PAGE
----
In the group who were given the iodine supplement, their iodine levels in the urine had more than doubled (from 79 mcg/L to 178 mcg/L) by the end of the 24 week period. Among the group who took the placebo pills, there was essentially no change in the urine iodine levels. Correspondingly, when compared to the placebo group, the iodine-supplemented group also had blood thyroglobulin levels decrease by 12% at 8 weeks, 20% by 16 weeks, and 27% by the end of the study at 24 weeks. This decreasing trend in blood thyroglobulin levels confirms that the iodine supplementation improved the iodine deficiency (as also confirmed by the increased urine iodine levels) over the study period.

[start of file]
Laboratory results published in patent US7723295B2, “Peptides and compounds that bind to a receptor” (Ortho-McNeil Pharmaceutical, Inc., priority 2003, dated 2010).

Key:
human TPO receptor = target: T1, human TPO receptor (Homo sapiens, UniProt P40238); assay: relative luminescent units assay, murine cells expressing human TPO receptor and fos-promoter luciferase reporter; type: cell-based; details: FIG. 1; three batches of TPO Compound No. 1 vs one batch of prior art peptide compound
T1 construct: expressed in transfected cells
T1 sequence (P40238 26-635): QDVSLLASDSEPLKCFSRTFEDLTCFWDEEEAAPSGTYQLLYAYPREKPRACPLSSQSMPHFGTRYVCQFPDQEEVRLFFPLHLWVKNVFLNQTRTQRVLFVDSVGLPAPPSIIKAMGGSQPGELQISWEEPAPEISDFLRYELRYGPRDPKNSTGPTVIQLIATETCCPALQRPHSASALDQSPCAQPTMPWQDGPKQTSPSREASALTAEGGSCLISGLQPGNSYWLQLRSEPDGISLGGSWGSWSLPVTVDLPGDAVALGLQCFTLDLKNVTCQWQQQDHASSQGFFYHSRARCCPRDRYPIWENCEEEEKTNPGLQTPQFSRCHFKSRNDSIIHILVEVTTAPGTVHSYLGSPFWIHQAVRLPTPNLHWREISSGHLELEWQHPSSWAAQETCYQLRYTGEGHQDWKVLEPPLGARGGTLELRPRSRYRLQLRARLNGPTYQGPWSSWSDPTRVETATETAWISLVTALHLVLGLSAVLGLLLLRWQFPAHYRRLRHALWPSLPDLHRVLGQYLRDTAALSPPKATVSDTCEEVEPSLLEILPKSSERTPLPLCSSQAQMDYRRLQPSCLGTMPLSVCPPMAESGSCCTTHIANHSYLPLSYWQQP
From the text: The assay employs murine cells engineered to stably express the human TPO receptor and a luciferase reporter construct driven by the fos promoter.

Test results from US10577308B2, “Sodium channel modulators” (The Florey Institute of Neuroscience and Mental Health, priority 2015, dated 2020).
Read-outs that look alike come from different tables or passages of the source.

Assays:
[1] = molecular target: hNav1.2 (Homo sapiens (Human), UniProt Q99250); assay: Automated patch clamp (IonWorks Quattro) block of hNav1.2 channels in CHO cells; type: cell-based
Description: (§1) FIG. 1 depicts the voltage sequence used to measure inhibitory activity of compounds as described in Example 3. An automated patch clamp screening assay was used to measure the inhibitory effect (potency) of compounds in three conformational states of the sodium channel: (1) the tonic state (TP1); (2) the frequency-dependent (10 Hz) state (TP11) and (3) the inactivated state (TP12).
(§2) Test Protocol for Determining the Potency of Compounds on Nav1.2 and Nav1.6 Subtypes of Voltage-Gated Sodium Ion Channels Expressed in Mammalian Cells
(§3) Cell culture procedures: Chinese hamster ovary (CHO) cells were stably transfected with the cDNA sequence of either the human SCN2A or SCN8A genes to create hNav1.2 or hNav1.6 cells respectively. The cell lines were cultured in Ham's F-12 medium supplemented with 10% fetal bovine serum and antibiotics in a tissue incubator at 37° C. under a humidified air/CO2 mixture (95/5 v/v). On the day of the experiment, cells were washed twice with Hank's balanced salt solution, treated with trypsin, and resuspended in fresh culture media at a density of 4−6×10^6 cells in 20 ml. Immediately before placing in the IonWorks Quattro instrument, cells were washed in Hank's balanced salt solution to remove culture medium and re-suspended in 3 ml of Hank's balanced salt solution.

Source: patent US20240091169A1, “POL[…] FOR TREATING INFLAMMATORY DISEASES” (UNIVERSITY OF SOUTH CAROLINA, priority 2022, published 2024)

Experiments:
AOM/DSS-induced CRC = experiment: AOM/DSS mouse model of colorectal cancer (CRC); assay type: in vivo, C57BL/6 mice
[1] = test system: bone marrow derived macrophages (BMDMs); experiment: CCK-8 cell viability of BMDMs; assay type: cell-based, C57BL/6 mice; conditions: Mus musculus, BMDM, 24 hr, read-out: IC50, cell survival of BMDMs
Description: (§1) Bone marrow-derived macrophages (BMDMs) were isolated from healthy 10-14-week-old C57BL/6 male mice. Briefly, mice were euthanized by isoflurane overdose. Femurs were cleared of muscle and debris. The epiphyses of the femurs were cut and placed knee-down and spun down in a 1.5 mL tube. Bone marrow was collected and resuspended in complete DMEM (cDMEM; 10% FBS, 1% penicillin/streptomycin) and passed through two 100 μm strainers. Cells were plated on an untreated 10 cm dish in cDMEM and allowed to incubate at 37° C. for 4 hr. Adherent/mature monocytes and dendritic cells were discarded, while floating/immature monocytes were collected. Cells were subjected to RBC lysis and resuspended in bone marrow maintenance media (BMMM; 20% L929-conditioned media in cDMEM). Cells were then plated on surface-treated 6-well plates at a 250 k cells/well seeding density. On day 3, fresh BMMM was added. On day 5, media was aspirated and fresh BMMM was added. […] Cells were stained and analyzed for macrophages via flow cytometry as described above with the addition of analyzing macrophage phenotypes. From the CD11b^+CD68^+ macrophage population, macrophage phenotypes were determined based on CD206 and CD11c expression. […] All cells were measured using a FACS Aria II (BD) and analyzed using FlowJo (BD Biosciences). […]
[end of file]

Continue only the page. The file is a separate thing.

Neither of the two groups had any abnormalities or significant changes in the thyroid hormone levels in the blood, which are not surprising, as they reflect changes in iodine status over a much longer timeframe.
WHAT ARE THE IMPLICATIONS OF THIS STUDY?
This study in adults confirms the trend in children that improved iodine nutrition is able to decrease blood thyroglobulin levels. Thus, blood thyroglobulin levels may be a potential way to monitor iodine status in large populations of adults. This is important in areas of the world in which there is insufficient iodine naturally in the diet, particularly in women of childbearing age as a way to safeguard against brain damage in infants and young children.
— Angela M. Leung, MD, MSc
ATA THYROID BROCHURE LINKS
Iodine Deficiency: http://www.thyroid.org/iodine-deficiency